21. Antennaria corymbosa E. E. Nelson, Bot. Gaz. 27: 212. 1899.
Flat-top or meadow pussytoes
Antennaria acuta Rydberg; A. dioica (Linnaeus) Gaertner var. corymbosa (E. E. Nelson) Jepson; A. hygrophila Greene; A. nardina Greene
Dioecious. Plants 6–15 cm. Stolons 1–10 cm. Basal leaves 1-nerved, spatulate, 18–45 × 2–4 mm, tips mucronate, faces ± gray-tomentose. Cauline leaves linear, 8–13 mm, not flagged (apices acuminate). Heads 3–7 in corymbiform arrays. Involucres: staminate 4–5.3 mm; pistillate 4–5 mm. Phyllaries (bases each with distinct dark brown or blackish spot) distally white or light brown. Corollas: staminate 2–3.2 mm; pistillate 2.5–3.5 mm. Cypselae 0.5–1 mm, slightly papillate; pappi: staminate 2.5–3.5 mm; pistillate 3.5–4.5 mm. 2n = 28.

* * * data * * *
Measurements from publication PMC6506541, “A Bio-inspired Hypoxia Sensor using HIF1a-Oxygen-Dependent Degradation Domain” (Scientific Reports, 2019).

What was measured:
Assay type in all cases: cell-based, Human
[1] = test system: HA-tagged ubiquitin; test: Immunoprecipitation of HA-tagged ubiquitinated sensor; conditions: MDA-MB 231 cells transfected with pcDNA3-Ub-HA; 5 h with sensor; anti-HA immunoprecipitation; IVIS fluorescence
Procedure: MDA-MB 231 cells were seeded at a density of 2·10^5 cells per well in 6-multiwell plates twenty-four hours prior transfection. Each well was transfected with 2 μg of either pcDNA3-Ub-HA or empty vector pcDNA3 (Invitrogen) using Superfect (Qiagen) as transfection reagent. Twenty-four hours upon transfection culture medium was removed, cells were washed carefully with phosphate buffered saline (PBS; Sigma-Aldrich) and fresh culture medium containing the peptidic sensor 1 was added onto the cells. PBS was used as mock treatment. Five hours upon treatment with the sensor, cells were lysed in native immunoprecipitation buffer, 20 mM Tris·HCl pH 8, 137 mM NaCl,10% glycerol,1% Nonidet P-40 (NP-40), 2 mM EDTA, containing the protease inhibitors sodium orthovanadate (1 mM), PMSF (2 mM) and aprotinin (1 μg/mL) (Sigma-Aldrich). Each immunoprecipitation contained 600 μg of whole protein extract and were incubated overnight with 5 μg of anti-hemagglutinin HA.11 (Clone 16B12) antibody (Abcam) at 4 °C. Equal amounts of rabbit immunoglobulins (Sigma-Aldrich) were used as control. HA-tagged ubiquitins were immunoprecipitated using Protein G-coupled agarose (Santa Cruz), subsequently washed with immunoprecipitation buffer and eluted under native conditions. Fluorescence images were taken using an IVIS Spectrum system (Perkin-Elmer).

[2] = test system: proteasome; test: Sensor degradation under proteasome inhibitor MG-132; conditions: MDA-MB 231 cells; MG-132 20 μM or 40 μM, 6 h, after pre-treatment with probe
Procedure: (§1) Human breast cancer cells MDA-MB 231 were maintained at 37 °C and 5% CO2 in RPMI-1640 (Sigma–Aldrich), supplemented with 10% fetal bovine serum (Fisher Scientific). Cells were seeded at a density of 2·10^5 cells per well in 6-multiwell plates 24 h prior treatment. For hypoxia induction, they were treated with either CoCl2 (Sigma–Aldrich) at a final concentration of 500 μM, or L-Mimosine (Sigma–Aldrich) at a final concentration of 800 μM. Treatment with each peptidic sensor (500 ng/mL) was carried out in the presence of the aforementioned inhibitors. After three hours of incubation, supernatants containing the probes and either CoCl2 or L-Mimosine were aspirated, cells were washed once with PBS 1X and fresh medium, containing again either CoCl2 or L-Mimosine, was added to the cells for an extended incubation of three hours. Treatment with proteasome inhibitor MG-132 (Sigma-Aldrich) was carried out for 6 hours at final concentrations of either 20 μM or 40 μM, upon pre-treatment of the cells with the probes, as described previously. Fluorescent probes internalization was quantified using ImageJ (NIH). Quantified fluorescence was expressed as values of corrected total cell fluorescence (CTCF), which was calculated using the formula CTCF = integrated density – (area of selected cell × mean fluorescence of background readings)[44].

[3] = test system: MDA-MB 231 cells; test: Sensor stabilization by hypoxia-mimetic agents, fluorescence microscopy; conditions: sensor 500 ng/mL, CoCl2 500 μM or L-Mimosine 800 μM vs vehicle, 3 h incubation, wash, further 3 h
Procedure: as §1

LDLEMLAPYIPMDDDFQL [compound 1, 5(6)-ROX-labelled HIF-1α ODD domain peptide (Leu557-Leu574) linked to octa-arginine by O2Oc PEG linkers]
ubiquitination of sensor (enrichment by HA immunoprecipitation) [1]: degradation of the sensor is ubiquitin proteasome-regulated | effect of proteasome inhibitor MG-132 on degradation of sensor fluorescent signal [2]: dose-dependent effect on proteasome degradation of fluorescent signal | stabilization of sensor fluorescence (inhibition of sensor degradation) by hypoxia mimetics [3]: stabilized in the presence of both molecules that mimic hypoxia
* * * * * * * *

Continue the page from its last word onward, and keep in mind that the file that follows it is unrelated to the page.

Flowering early–mid summer. Moist subalpine-alpine willow thickets in the Rocky and Cascade mountains, the Sierra Nevada and mountains of the Great Basin; 1900–3500 m; Calif., Colo., Idaho, Mont., Nev., N.Mex., Oreg., Utah, Wash., Wyo.
Antennaria corymbosa is characterized by linear-oblanceolate basal leaves and white-tipped phyllaries, each with a distinct black spot near the base of the scarious portion. A form with black phyllaries (A. acuta) occurs sporadically throughout the range of the species (R. J. Bayer 1988). Antennaria corymbosa is a sexual progenitor of the A. rosea complex.